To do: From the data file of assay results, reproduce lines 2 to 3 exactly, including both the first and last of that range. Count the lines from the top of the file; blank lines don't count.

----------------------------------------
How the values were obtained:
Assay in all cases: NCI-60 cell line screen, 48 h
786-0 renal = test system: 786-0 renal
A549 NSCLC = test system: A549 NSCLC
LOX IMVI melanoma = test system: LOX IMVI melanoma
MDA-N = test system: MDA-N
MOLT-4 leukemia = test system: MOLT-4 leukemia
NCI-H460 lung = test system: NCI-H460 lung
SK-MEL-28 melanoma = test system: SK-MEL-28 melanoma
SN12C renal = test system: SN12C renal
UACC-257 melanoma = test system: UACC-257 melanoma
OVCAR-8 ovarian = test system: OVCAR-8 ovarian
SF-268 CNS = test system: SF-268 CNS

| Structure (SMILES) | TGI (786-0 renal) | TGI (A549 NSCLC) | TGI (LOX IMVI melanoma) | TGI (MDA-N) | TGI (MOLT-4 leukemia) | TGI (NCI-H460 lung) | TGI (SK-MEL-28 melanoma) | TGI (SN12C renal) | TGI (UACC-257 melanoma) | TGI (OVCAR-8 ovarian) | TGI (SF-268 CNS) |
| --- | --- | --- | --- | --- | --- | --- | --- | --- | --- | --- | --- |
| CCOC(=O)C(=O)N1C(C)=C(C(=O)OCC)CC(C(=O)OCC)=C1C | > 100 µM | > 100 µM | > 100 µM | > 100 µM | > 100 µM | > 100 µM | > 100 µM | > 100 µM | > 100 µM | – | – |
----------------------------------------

Assay in all cases: NCI-60 cell line screen, 48 h
786-0 renal = test system: 786-0 renal